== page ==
It’s a story of heart and hard work. A story that makes the eyes wet, too. A small private school for autistic children, launched 40 years ago in a church basement, will become a unique “autism center” in Quebec, financed in large part by private donors recruited by parents, who have advanced $ 27 million.

The Ministry of Education announced on Tuesday an investment of $ 15 million in this unprecedented public-private partnership that will see the light of day in the heart of the Angus district, in the borough of Rosemont – La Petite-Patrie. The total cost of the project is estimated at 51.4 million. The À Pas de Géant autism center will house a preschool, elementary and secondary school, an adult education center, community services and an autism research center.

There is a shortfall of $ 10 million to complete the financing of the project. The promoters are preparing to knock on Ottawa’s door in the hope of obtaining funds to set up the research and innovation component, which falls under the federal government.

“It’s not just a school. It is an autism center. We’re expanding the mission. The school, which is well established in Montreal, will spread its wings and become a reference center, ”Education Minister Jean-François Roberge said on Tuesday during a visit to the Angus district.

This project defies the standards of the Ministry of Education. Usually, Quebec pays private schools about 60% of what public schools receive for educational services, but does not fund brick and mortar. The small private school À Pas de Géant is already 100% funded by Quebec, and parents pay no tuition fees because of its nature of public interest, it is said.

A new model had to be imagined to set up this “autism center”, explained Minister Jean-François Roberge. “This project is a little different and at the same time fully consistent with what we are doing, to create new schools, beautiful, but also different and efficient. We want educational innovation. And yes, it goes through partnerships, ”he argued.

A model called into question

The member for Rosemont, Vincent Marissal, salutes Quebec’s financial commitment and the extraordinary dedication of the parents of students, who have put in dozens of volunteer hours to raise $ 27 million in private donations. The chosen one of Solidarity Quebec nevertheless wonders about the public-private partnership set up for this school, which provides essential services to vulnerable children.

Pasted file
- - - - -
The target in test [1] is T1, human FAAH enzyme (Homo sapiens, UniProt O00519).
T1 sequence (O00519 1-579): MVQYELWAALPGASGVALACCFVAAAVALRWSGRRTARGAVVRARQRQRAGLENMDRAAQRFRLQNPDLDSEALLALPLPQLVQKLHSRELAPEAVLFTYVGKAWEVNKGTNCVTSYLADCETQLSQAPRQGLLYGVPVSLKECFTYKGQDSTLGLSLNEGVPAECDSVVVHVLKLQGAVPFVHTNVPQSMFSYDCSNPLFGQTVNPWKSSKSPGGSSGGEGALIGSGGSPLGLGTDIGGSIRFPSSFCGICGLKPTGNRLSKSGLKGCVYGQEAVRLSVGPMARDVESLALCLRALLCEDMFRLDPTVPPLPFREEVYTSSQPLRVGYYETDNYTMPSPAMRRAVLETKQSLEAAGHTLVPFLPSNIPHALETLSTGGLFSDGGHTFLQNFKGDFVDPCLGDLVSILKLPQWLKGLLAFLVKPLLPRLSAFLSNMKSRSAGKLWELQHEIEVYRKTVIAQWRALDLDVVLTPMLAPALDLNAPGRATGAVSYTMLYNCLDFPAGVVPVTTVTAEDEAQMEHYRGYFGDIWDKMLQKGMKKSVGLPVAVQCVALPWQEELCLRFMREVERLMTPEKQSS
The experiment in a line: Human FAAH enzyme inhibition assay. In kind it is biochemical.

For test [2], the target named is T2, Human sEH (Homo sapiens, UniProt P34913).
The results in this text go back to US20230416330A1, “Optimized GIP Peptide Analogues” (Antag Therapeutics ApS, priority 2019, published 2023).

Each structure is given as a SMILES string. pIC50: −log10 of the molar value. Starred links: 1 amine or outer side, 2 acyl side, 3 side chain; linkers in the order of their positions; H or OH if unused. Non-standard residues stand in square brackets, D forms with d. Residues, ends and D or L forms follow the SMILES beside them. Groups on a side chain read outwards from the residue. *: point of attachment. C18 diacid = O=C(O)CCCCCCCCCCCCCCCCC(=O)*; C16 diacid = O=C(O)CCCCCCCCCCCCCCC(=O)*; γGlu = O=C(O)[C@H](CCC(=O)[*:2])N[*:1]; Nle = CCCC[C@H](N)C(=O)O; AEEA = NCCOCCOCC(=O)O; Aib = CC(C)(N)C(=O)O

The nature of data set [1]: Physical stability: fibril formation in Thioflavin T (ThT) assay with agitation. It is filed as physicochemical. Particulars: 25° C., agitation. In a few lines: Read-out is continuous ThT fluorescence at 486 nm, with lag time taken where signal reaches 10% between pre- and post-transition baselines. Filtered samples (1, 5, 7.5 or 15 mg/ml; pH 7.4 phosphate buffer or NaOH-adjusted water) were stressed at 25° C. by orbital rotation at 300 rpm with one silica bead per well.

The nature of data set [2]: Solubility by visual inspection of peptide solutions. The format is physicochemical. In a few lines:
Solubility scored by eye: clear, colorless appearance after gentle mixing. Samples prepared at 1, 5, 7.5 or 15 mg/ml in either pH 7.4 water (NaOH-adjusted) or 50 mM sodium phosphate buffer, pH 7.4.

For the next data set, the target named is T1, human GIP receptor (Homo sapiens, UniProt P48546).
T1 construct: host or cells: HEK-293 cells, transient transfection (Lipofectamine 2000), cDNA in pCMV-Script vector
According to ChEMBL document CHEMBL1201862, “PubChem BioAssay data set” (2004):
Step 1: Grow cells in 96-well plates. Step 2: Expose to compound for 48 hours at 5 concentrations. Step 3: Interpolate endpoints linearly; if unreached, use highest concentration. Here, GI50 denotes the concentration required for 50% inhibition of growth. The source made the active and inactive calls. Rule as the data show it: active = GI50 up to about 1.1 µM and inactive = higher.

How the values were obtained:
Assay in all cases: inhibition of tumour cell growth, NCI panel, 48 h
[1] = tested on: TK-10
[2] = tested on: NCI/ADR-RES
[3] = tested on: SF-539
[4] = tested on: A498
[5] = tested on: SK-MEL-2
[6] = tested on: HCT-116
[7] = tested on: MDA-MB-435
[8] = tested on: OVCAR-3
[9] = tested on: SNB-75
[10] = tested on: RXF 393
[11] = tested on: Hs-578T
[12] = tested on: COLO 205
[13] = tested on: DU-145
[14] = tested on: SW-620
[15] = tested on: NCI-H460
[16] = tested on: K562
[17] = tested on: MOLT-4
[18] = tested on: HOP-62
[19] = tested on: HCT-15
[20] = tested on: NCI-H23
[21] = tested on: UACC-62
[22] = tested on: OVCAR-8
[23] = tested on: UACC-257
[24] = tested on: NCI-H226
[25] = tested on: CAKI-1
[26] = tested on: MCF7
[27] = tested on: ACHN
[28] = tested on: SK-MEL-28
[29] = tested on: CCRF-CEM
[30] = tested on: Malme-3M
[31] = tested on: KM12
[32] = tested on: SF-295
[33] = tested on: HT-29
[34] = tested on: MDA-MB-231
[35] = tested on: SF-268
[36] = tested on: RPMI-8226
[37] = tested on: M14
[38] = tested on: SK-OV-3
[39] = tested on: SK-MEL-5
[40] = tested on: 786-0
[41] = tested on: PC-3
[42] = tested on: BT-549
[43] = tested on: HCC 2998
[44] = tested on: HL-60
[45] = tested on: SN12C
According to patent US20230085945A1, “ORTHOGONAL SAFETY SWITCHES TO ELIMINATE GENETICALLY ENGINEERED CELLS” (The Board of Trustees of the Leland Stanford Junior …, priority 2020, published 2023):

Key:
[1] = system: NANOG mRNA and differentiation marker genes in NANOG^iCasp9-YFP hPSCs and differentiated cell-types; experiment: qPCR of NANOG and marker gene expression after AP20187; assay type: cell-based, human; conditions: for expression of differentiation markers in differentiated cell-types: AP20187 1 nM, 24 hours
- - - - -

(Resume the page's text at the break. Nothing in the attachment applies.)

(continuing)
“Wouldn’t it be up to the state to pay completely? These are children who need special care. Without private funding, there would be no new school for these young people. The State is disengaging and unraveling the social safety net, ”says Vincent Marissal.

The À Pas de Géant school welcomes 90 autistic students in its current facilities in the Notre-Dame-de-Grâce district. The needs are much greater: for lack of space, the school refuses nine out of ten children whose parents apply for admission.

Parents mobilized

Parents of autistic children welcomed with great emotion the announcement of the creation of the autism center. With wet eyes and a tight throat, Andrée Dallaire, mother of a teenage girl who attends À Pas de Géant school, welcomed the birth of this unique project.

“We were really lucky to have a place in school. It was a blessing for my daughter and for us, ”says Andrée Dallaire. She and her partner André Bourbonnais (who is not the teenager’s father), managing director of the BlackRock Long Term Private Capital fund, are co-chairs of the project’s fundraising campaign.

Andrée Dallaire had to give up her position as vice-president of a real estate investment fund to take full-time care of Catherine, her autistic daughter. The 14-year-old has the academic level of a kindergarten child. At one point in her life, not so long ago, Catherine would get up at 3 a.m. His mother could never sleep a full night.

The couple and their partners have achieved the feat of raising $ 27 million in private donations in the midst of the pandemic, only through virtual meetings. “All parents who have children with special needs will say that there is never enough funding. Everyone would like more money. But we are happy that the Ministry of Education has invested in the project, ”says André Bourbonnais.

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